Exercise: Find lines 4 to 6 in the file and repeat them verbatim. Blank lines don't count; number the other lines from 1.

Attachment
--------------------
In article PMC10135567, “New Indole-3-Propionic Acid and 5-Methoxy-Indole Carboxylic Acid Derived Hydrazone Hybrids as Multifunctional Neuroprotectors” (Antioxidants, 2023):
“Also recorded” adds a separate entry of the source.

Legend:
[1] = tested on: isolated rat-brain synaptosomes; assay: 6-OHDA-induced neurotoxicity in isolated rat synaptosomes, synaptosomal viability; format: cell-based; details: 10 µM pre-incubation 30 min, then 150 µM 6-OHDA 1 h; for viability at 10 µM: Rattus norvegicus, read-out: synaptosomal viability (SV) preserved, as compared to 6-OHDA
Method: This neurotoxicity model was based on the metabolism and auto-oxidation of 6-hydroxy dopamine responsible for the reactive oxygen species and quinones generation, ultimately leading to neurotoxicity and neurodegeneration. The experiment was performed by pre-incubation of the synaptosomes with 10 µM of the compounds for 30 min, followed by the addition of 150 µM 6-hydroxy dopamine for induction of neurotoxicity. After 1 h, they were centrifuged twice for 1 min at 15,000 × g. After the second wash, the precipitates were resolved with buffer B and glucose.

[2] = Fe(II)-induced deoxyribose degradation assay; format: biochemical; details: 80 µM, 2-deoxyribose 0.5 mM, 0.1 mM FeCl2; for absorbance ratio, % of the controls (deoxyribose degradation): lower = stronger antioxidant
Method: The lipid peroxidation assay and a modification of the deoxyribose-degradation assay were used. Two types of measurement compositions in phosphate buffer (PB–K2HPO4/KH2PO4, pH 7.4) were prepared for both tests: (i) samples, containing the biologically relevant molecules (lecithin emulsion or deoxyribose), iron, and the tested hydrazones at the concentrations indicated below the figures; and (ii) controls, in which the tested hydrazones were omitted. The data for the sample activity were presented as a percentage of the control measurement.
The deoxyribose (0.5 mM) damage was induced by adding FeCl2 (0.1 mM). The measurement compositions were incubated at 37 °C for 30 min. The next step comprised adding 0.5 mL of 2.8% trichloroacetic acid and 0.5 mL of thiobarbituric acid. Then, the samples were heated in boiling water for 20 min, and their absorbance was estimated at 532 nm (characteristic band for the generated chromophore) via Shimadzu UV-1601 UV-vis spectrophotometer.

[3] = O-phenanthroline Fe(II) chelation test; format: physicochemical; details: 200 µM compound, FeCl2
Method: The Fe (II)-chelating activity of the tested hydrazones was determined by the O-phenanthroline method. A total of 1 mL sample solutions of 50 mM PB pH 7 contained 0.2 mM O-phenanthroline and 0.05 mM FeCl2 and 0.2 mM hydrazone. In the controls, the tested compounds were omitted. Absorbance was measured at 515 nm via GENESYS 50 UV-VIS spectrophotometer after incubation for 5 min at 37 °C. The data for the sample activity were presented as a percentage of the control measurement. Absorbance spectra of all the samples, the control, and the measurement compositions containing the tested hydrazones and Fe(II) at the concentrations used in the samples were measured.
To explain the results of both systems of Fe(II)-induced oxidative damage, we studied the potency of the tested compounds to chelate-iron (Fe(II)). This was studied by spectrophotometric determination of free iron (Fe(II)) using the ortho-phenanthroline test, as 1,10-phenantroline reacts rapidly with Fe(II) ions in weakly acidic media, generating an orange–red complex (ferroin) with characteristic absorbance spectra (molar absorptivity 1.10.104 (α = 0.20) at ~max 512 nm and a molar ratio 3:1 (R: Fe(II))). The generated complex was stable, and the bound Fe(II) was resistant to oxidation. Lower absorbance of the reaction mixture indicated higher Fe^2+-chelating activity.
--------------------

[1] = tested on: isolated rat-brain synaptosomes; assay: 6-OHDA-induced neurotoxicity in isolated rat synaptosomes, synaptosomal viability; format: cell-based; details: 10 µM pre-incubation 30 min, then 150 µM 6-OHDA 1 h; for viability at 10 µM: Rattus norvegicus, read-out: synaptosomal viability (SV) preserved, as compared to 6-OHDA
Method: This neurotoxicity model was based on the metabolism and auto-oxidation of 6-hydroxy dopamine responsible for the reactive oxygen species and quinones generation, ultimately leading to neurotoxicity and neurodegeneration. The experiment was performed by pre-incubation of the synaptosomes with 10 µM of the compounds for 30 min, followed by the addition of 150 µM 6-hydroxy dopamine for induction of neurotoxicity. After 1 h, they were centrifuged twice for 1 min at 15,000 × g. After the second wash, the precipitates were resolved with buffer B and glucose.

[2] = Fe(II)-induced deoxyribose degradation assay; format: biochemical; details: 80 µM, 2-deoxyribose 0.5 mM, 0.1 mM FeCl2; for absorbance ratio, % of the controls (deoxyribose degradation): lower = stronger antioxidant